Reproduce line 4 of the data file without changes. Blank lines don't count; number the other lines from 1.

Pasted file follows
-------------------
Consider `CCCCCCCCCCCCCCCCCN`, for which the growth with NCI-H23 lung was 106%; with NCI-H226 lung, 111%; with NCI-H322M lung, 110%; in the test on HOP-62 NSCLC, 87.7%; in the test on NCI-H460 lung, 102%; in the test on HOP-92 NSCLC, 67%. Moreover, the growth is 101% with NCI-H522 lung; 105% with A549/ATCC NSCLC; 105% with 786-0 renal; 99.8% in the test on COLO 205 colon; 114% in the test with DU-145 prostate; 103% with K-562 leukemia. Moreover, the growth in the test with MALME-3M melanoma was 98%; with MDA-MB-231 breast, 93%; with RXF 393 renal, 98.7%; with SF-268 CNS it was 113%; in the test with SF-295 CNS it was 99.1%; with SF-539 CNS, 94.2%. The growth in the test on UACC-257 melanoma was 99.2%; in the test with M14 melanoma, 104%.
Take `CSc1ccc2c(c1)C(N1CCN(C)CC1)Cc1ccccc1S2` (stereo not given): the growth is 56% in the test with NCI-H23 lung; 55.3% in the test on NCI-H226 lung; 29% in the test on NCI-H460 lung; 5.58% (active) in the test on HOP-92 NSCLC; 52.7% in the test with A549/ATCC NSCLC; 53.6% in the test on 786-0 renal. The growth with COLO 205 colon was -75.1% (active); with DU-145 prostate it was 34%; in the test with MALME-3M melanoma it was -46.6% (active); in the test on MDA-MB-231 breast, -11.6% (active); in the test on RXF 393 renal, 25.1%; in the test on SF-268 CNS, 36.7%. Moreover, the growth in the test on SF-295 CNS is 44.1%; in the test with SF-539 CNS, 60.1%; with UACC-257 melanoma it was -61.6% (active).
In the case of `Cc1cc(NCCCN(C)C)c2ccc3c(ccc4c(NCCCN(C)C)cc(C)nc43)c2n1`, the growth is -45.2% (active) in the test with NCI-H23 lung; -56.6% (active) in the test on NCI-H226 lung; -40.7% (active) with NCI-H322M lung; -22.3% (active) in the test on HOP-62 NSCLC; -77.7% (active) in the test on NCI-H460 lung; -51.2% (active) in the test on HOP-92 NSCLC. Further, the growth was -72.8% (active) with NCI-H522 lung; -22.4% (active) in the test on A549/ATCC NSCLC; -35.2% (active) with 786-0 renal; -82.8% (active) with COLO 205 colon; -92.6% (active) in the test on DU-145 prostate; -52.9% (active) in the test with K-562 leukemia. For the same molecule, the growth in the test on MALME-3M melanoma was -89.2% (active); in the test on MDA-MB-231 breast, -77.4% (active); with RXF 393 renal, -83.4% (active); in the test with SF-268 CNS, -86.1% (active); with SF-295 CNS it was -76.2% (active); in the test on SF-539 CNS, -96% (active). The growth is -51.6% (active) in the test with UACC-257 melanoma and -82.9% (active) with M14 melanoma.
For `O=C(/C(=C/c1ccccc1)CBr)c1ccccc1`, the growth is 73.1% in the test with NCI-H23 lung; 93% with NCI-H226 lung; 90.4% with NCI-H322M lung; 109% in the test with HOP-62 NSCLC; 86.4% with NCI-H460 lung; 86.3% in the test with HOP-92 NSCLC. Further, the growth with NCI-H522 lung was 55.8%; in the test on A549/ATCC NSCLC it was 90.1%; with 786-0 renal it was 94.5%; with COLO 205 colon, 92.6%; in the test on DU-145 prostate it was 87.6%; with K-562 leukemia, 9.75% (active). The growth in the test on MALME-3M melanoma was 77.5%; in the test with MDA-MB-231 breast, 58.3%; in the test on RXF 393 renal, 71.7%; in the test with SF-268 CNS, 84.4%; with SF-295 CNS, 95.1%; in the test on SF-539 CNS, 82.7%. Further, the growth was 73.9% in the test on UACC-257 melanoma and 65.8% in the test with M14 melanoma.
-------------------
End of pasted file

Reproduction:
For `O=C(/C(=C/c1ccccc1)CBr)c1ccccc1`, the growth is 73.1% in the test with NCI-H23 lung; 93% with NCI-H226 lung; 90.4% with NCI-H322M lung; 109% in the test with HOP-62 NSCLC; 86.4% with NCI-H460 lung; 86.3% in the test with HOP-92 NSCLC. Further, the growth with NCI-H522 lung was 55.8%; in the test on A549/ATCC NSCLC it was 90.1%; with 786-0 renal it was 94.5%; with COLO 205 colon, 92.6%; in the test on DU-145 prostate it was 87.6%; with K-562 leukemia, 9.75% (active). The growth in the test on MALME-3M melanoma was 77.5%; in the test with MDA-MB-231 breast, 58.3%; in the test on RXF 393 renal, 71.7%; in the test with SF-268 CNS, 84.4%; with SF-295 CNS, 95.1%; in the test on SF-539 CNS, 82.7%. Further, the growth was 73.9% in the test on UACC-257 melanoma and 65.8% in the test with M14 melanoma.